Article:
Tips to help golfers make all their short putts

The short putt is missed.

Don’t give up hope, even if it’s the most upsetting and embarrassing mistake you’ve ever made in golf. Making short putts is one of the most effective strategies to lower your score.

If you do the right things, you can also improve your short putting. How to use:

Align the face of the putter carefully

If you want to make short putts, where you aim your putter face is critical because the ball will travel where your putter face is aimed for contact. Yes, your path has an impact, but the putter face rules.

You’ll notice it in top players’ pre-putt routines: after their practice shots, they take a moment to target the putter’s face before relaxing their grip and position.

Get a handle on things

How you hold your hands on the grip of your putter can affect how stable the club is and how well you can produce a square face at impact.

You have many options when it comes to how to grip a putter. I’d recommend using whatever makes you feel most coordinated, and if you’re looking for something simple, look at the grip design for inspiration. Most handles have a flat top. Place your thumbs on the flat part of the club, and because it’s more upright than your other clubs, it’s designed to be held more in the palms, reducing wrist movement.

Maintain good posture

A natural path for your arms to swing is created by good posture, which means bending forward from your hips and letting your arms hang below your shoulders. You can do this without using your putter: Let your arms flow naturally as you bend forward from your hips and clap your hands together.

The width of your stance can vary based on personal preference, but it should be roughly equal to the width of your hips.

Iron and then examine

Once you’ve got a nice square clubface, you want to keep your body as still as possible while swinging your arms. Because so many of us are results-oriented, the task seems simple but can be difficult. We can’t help but see if the putt goes in the right direction.

When you watch the best putters putt, you see how stable their lower body and head are as they stroke. Keep your head down long enough to see the putter make contact with the back of the ball. Allow the stroke to be utterly complete before looking up.

You have a circular stroke.

Every putt has a certain arc. It can be hard to see on short putts, but we know it’s there because of current technology and our ability to measure these things.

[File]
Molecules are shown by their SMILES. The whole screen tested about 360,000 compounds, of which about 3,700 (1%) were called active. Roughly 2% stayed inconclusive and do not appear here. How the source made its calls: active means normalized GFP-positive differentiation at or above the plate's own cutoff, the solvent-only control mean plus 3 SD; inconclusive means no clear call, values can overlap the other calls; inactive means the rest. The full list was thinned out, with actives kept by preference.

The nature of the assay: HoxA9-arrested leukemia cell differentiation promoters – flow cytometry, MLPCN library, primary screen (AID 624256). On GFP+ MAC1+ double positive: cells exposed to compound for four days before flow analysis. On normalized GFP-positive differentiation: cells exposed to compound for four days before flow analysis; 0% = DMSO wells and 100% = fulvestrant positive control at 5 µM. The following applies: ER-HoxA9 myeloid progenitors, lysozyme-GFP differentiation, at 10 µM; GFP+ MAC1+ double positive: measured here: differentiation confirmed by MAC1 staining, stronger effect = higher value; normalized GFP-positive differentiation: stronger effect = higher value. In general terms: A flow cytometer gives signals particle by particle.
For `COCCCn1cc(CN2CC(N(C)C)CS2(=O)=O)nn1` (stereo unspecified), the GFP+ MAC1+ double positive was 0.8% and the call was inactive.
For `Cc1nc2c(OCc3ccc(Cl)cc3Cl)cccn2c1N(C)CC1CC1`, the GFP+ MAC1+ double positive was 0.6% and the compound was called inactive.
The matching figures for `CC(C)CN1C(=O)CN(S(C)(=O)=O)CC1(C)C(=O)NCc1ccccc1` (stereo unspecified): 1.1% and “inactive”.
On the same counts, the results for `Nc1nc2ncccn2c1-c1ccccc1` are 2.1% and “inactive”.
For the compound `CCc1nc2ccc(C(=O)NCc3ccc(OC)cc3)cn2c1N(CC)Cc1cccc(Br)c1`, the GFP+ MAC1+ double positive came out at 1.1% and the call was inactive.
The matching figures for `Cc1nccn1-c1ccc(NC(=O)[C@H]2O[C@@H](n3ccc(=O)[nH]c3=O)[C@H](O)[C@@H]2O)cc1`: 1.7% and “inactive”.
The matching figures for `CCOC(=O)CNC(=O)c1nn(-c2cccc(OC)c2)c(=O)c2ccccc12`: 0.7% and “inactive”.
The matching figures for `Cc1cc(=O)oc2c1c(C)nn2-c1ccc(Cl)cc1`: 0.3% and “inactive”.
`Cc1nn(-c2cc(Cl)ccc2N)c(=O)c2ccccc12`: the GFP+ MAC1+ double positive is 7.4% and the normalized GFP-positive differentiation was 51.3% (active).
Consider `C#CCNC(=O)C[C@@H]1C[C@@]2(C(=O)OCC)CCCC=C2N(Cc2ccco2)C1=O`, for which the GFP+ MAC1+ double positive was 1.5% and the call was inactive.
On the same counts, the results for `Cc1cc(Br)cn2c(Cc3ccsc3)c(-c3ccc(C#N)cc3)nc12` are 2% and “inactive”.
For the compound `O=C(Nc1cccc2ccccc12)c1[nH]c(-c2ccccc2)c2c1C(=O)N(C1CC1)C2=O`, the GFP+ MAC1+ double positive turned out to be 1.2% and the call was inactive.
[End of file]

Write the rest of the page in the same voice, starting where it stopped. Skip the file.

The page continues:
This natural curved route will roll the ball from the start if your armpits are kept tight to your torso and your putter head stays low to the ground and through.

Your arms will tend to detach from your torso if you incorrectly try to swing the putter straight back and straight through.

Keep your backstroke to a minimum.

Your backstroke controls the distance of your putts. You need a short backstroke when you have a short putt. Shorter strokes naturally produce less power if you swing your putter back the correct length for the putt. If your backstroke is too long, your body will try to slow down and put the brakes on. This is not easy to time consistently and can make your putter face less stable.

Keep moving parts to a minimum.

When it comes to short putts, accuracy is more important than power. The main thing is that the ball starts on the right line: the fewer moving parts, the better in this case.

Your efficiency can be harmed by too much movement in the lower body. Rocking back and forth is a common cause I observe; during your stroke you should feel that your feet are firmly planted on the ground.

Examine every putt

On every short putt, take the time to read the break. I often see golfers accelerate and hit their short putts without thinking, assuming every putt is straight, but they miss a critical step. To find the high spot, walk in a semi-circle around the hole or check a green book.

You don’t need to play the putt too far outside the hole, but on a right-to-left breaking putt, aiming for the left edge can make a big difference.

Take the challenge seriously.

A positive mindset benefits all aspects of life, even short putts. When things don’t go as planned, remember that you’re just having fun, but give every short putt your full attention. You may as well pick up your ball if you are unwilling to do so.

Don’t think of these short putts as putts you “should” make. See them as putts that must be earned. To achieve that, you have to respect and focus on the challenge they bring.

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